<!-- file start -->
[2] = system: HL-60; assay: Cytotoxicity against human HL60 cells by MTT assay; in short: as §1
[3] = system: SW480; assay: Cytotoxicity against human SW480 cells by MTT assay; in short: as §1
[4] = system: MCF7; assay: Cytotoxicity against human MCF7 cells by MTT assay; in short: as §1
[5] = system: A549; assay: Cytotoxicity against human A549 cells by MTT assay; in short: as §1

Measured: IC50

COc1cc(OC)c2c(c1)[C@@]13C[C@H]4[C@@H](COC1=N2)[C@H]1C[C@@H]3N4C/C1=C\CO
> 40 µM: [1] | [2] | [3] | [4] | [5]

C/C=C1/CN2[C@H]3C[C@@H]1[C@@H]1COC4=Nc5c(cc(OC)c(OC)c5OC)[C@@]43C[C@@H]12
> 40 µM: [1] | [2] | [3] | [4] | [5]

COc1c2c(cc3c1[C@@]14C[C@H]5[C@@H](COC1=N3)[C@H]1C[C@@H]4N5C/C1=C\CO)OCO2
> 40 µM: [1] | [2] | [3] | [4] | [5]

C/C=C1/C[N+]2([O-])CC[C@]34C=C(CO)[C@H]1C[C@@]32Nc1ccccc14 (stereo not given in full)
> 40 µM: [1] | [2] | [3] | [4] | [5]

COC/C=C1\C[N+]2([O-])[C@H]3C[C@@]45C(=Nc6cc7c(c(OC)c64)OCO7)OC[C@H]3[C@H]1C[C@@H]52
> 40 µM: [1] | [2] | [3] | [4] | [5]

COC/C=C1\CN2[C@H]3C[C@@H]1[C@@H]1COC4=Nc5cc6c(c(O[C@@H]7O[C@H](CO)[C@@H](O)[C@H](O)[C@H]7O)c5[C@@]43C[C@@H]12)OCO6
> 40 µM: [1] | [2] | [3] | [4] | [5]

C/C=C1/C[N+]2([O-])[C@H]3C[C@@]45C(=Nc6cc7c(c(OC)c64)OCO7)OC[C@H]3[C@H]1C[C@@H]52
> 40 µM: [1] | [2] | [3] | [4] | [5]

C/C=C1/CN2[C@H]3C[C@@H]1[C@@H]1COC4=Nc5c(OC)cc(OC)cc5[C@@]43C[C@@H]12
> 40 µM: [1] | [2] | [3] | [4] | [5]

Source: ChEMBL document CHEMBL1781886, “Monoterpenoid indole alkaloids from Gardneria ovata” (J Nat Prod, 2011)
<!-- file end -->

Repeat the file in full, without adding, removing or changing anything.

[2] = system: HL-60; assay: Cytotoxicity against human HL60 cells by MTT assay; in short: as §1
[3] = system: SW480; assay: Cytotoxicity against human SW480 cells by MTT assay; in short: as §1
[4] = system: MCF7; assay: Cytotoxicity against human MCF7 cells by MTT assay; in short: as §1
[5] = system: A549; assay: Cytotoxicity against human A549 cells by MTT assay; in short: as §1

Measured: IC50

COc1cc(OC)c2c(c1)[C@@]13C[C@H]4[C@@H](COC1=N2)[C@H]1C[C@@H]3N4C/C1=C\CO
> 40 µM: [1] | [2] | [3] | [4] | [5]

C/C=C1/CN2[C@H]3C[C@@H]1[C@@H]1COC4=Nc5c(cc(OC)c(OC)c5OC)[C@@]43C[C@@H]12
> 40 µM: [1] | [2] | [3] | [4] | [5]

COc1c2c(cc3c1[C@@]14C[C@H]5[C@@H](COC1=N3)[C@H]1C[C@@H]4N5C/C1=C\CO)OCO2
> 40 µM: [1] | [2] | [3] | [4] | [5]

C/C=C1/C[N+]2([O-])CC[C@]34C=C(CO)[C@H]1C[C@@]32Nc1ccccc14 (stereo not given in full)
> 40 µM: [1] | [2] | [3] | [4] | [5]

COC/C=C1\C[N+]2([O-])[C@H]3C[C@@]45C(=Nc6cc7c(c(OC)c64)OCO7)OC[C@H]3[C@H]1C[C@@H]52
> 40 µM: [1] | [2] | [3] | [4] | [5]

COC/C=C1\CN2[C@H]3C[C@@H]1[C@@H]1COC4=Nc5cc6c(c(O[C@@H]7O[C@H](CO)[C@@H](O)[C@H](O)[C@H]7O)c5[C@@]43C[C@@H]12)OCO6
> 40 µM: [1] | [2] | [3] | [4] | [5]

C/C=C1/C[N+]2([O-])[C@H]3C[C@@]45C(=Nc6cc7c(c(OC)c64)OCO7)OC[C@H]3[C@H]1C[C@@H]52
> 40 µM: [1] | [2] | [3] | [4] | [5]

C/C=C1/CN2[C@H]3C[C@@H]1[C@@H]1COC4=Nc5c(OC)cc(OC)cc5[C@@]43C[C@@H]12
> 40 µM: [1] | [2] | [3] | [4] | [5]

Source: ChEMBL document CHEMBL1781886, “Monoterpenoid indole alkaloids from Gardneria ovata” (J Nat Prod, 2011)